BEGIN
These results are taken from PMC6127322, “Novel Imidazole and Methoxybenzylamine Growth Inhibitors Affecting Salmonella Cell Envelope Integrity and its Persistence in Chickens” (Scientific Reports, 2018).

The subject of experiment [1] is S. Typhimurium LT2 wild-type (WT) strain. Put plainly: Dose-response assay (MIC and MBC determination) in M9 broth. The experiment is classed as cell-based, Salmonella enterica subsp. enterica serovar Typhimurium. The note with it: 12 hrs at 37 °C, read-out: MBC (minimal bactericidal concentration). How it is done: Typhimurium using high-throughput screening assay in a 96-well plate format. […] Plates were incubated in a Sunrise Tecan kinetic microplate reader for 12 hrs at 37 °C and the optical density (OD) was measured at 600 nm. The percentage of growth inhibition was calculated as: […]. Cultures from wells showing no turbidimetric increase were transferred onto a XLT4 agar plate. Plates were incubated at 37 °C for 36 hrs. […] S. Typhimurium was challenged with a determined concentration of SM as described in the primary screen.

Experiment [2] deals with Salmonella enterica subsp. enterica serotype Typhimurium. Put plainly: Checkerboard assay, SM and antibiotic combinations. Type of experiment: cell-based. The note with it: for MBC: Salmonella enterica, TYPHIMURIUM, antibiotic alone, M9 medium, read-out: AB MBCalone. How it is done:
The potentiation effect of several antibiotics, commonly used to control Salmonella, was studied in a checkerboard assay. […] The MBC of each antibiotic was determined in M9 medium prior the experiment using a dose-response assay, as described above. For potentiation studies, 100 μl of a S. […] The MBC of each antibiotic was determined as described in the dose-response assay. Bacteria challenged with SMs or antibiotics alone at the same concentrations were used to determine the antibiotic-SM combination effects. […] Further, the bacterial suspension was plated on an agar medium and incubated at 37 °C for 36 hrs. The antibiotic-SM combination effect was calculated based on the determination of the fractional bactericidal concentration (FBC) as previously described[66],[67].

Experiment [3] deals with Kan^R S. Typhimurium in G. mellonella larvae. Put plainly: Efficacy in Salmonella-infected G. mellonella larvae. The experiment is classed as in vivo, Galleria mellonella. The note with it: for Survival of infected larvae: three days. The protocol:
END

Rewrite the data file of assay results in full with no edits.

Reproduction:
These results are taken from PMC6127322, “Novel Imidazole and Methoxybenzylamine Growth Inhibitors Affecting Salmonella Cell Envelope Integrity and its Persistence in Chickens” (Scientific Reports, 2018).

The subject of experiment [1] is S. Typhimurium LT2 wild-type (WT) strain. Put plainly: Dose-response assay (MIC and MBC determination) in M9 broth. The experiment is classed as cell-based, Salmonella enterica subsp. enterica serovar Typhimurium. The note with it: 12 hrs at 37 °C, read-out: MBC (minimal bactericidal concentration). How it is done: Typhimurium using high-throughput screening assay in a 96-well plate format. […] Plates were incubated in a Sunrise Tecan kinetic microplate reader for 12 hrs at 37 °C and the optical density (OD) was measured at 600 nm. The percentage of growth inhibition was calculated as: […]. Cultures from wells showing no turbidimetric increase were transferred onto a XLT4 agar plate. Plates were incubated at 37 °C for 36 hrs. […] S. Typhimurium was challenged with a determined concentration of SM as described in the primary screen.

Experiment [2] deals with Salmonella enterica subsp. enterica serotype Typhimurium. Put plainly: Checkerboard assay, SM and antibiotic combinations. Type of experiment: cell-based. The note with it: for MBC: Salmonella enterica, TYPHIMURIUM, antibiotic alone, M9 medium, read-out: AB MBCalone. How it is done:
The potentiation effect of several antibiotics, commonly used to control Salmonella, was studied in a checkerboard assay. […] The MBC of each antibiotic was determined in M9 medium prior the experiment using a dose-response assay, as described above. For potentiation studies, 100 μl of a S. […] The MBC of each antibiotic was determined as described in the dose-response assay. Bacteria challenged with SMs or antibiotics alone at the same concentrations were used to determine the antibiotic-SM combination effects. […] Further, the bacterial suspension was plated on an agar medium and incubated at 37 °C for 36 hrs. The antibiotic-SM combination effect was calculated based on the determination of the fractional bactericidal concentration (FBC) as previously described[66],[67].

Experiment [3] deals with Kan^R S. Typhimurium in G. mellonella larvae. Put plainly: Efficacy in Salmonella-infected G. mellonella larvae. The experiment is classed as in vivo, Galleria mellonella. The note with it: for Survival of infected larvae: three days. The protocol: